I read recently that babies cry and couples quarrel more often in bright yellow kitchens. Maybe that explains why, when we painted our bathroom bright yellow some years ago, Rich and I loathed the new look yet argued for days about whether we should repaint or try to live with it. Somehow the charming buttercup paint we’d purchased had morphed into a radioactive glare that seemed capable of damaging our retinas, if not killing us outright. I can only assume it was originally intended for use on nuclear power plant warning signs rather than human dwellings. Rich (who hates painting) insisted it would be easier to start wearing sunglasses whenever we needed to use the bathroom, but I wasn’t sure anything less than a hazmat suit would provide adequate safety. In the end, cooler heads (well, mine) prevailed, and we repainted with a softer hue. Whew!
Apparently, scientists could have predicted our tempers would flare in a confined space painted nuclear buttercup. Researchers have also discovered that bright red walls make us better at picky, left-brain tasks. Sky blue walls double our creativity while eroding our ability to balance our checkbooks. Pink walls encourage us to relax; sports teams often paint the visitors’ locker room pink in hopes of taking the edge off their aggression. (Parents of unruly teens may want to try this at home.)
Ambitious architects, and the city planners who hire them, are paying attention to test results suggesting that undulating curves are more alluring than right angles. They’ve thrown out the old rulebooks to make city skylines more sinuous, causing residents to gawk and travelers to reroute their itinerary so they can gaze at the latest eye-popping landmarks.
“From London's 'Gherkin' to the 'Marilyn Monroe' Towers in Ontario,” noted CNN, “when traveling through most of the world's major cities, you'd be forgiven for thinking that town planners had tried to baby-proof new buildings by imposing a strict ban on right-angles.”
It has not escaped notice that many of these curvaceous buildings seem to be imitating portions of the female anatomy that are seldom on public display. When Zaha Hadid revealed her design for the Qatar 2022 World Cup stadium, the voluptuous contours were so suggestive of female genitalia that it unleashed a storm of controversy; her protests that the design was based on the flowing sails of a dhow, the traditional Qatari fishing boat, have fallen on deaf ears. But even this debacle hasn’t slowed city planners and architects filled with dreams of glory. They’re defying the limits of construction materials, gravity, and their clients' budgets to construct outrageous landmarks that are being compared to giant pebbles, flames, Chinese fans, roller coasters, fjords, and Möbius strips, as well as various parts of the male and female anatomy.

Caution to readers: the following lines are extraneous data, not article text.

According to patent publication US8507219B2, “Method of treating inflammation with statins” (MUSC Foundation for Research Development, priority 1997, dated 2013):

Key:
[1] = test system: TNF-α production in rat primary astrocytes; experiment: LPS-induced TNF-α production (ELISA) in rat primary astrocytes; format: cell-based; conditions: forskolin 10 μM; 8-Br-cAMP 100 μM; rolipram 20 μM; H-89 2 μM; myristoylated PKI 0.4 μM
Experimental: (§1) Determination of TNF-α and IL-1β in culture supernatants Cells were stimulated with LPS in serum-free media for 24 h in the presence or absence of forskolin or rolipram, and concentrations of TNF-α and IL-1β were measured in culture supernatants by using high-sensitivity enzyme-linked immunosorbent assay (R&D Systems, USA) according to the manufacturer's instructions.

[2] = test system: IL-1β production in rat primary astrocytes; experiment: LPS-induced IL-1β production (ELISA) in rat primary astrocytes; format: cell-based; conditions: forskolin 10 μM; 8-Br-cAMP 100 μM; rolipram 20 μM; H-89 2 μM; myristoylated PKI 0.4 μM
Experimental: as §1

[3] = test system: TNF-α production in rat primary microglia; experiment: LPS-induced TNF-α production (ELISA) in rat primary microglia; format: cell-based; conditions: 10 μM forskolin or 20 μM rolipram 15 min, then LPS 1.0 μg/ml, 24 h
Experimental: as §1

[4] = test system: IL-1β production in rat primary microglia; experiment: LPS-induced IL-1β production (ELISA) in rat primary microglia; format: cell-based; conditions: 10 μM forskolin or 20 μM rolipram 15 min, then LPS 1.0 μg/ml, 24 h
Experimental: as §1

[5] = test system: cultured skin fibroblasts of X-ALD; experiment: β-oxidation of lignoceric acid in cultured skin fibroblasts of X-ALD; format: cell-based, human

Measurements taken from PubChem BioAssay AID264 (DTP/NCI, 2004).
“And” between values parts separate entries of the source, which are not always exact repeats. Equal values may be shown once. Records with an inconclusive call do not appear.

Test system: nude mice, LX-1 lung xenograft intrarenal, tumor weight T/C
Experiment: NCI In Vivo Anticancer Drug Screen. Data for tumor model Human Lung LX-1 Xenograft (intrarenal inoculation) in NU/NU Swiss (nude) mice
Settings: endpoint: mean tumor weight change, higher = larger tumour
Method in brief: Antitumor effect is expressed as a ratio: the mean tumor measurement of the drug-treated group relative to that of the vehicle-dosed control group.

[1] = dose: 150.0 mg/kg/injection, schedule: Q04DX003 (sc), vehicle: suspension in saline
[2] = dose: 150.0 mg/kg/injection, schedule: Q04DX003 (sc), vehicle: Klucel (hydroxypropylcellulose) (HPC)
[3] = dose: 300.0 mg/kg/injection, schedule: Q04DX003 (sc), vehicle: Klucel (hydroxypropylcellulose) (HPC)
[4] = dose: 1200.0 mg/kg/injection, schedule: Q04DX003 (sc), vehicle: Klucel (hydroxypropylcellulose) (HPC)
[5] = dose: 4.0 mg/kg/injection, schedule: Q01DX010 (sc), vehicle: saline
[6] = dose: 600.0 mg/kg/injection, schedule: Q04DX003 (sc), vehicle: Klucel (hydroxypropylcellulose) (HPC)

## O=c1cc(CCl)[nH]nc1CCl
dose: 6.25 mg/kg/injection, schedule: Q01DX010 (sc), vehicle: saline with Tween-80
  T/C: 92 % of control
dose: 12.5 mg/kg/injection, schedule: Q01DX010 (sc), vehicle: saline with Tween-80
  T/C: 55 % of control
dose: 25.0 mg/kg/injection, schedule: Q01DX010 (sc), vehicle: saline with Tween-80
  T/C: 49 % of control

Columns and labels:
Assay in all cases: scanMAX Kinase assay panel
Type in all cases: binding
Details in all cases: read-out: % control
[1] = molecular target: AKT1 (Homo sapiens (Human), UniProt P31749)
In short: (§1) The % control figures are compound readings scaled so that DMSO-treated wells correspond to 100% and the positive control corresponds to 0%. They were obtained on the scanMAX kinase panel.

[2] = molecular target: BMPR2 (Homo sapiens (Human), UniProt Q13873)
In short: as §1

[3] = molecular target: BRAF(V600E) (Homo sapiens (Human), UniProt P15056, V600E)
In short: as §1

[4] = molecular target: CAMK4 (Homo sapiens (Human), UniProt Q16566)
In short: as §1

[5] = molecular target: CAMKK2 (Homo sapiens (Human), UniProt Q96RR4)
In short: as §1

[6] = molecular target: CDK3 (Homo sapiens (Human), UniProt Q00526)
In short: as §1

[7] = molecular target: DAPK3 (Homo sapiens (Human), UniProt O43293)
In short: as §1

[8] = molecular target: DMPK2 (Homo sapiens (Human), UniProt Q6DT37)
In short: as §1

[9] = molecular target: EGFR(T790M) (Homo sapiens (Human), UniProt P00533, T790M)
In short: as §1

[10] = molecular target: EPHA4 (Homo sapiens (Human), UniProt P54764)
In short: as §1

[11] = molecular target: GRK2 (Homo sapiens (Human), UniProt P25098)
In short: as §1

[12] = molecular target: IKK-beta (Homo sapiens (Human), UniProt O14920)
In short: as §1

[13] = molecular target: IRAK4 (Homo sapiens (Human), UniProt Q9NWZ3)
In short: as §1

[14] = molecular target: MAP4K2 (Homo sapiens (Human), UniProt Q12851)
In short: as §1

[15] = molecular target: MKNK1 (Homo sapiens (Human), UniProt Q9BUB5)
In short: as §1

Reading about all these wild new buildings has added many cities to my travel wish list. My top choices:
Den Blå Planet (The Blue Planet) in Copenhagen, Denmark, the largest aquarium in Northern Europe, shaped like a whirlpool. Completed 2013.
The Flame Towers of Baku, in Azerbaijan, giant skyscrapers covered in LED screens that flicker like torches all night. Completed 2012.
The Batumi Aquarium, whose form imitates giant river rocks washed up on shore of the Black Sea in the Republic of Georgia. Projected completion date: 2015
The Mothership, Apple’s new flying-saucer-shaped headquarters in Cupertino, California. Projected completion date: 2016
I can't wait to take a gander at these and other flamboyant new buildings on the horizon. In the meantime, I’m studying the psychology of color and thinking about my plans to repaint my home office. Do I want high-focus red? Imagination-liberating blue? I know I don’t want fight-with-your-husband yellow. Would pink be delightfully soothing or make me lose my edge? Hmmm. Maybe for now I’ll stick with the tawny neutral I have and give it a bit more thought.
Seen any eye-popping monuments lately? I'd love to hear your thoughts about them! Leave a comment below.
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I'm an American travel writer based in Spain and currently living in California.
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